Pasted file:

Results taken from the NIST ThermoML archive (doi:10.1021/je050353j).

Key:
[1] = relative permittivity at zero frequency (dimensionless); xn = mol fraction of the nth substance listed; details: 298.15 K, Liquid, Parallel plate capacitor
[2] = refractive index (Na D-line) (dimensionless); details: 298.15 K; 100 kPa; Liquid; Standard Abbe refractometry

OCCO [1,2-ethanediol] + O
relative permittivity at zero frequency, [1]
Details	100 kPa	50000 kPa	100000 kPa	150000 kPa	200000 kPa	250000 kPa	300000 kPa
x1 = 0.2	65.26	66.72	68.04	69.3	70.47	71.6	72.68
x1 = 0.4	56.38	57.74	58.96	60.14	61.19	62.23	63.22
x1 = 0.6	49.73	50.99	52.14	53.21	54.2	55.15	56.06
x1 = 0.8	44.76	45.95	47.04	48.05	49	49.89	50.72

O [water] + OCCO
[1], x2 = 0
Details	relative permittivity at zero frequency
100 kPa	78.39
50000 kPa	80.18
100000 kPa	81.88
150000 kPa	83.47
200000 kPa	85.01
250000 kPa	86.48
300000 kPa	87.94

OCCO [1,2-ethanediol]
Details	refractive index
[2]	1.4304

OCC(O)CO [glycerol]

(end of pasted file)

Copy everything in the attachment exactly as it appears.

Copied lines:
Results taken from the NIST ThermoML archive (doi:10.1021/je050353j).

Key:
[1] = relative permittivity at zero frequency (dimensionless); xn = mol fraction of the nth substance listed; details: 298.15 K, Liquid, Parallel plate capacitor
[2] = refractive index (Na D-line) (dimensionless); details: 298.15 K; 100 kPa; Liquid; Standard Abbe refractometry

OCCO [1,2-ethanediol] + O
relative permittivity at zero frequency, [1]
Details	100 kPa	50000 kPa	100000 kPa	150000 kPa	200000 kPa	250000 kPa	300000 kPa
x1 = 0.2	65.26	66.72	68.04	69.3	70.47	71.6	72.68
x1 = 0.4	56.38	57.74	58.96	60.14	61.19	62.23	63.22
x1 = 0.6	49.73	50.99	52.14	53.21	54.2	55.15	56.06
x1 = 0.8	44.76	45.95	47.04	48.05	49	49.89	50.72

O [water] + OCCO
[1], x2 = 0
Details	relative permittivity at zero frequency
100 kPa	78.39
50000 kPa	80.18
100000 kPa	81.88
150000 kPa	83.47
200000 kPa	85.01
250000 kPa	86.48
300000 kPa	87.94

OCCO [1,2-ethanediol]
Details	refractive index
[2]	1.4304

OCC(O)CO [glycerol]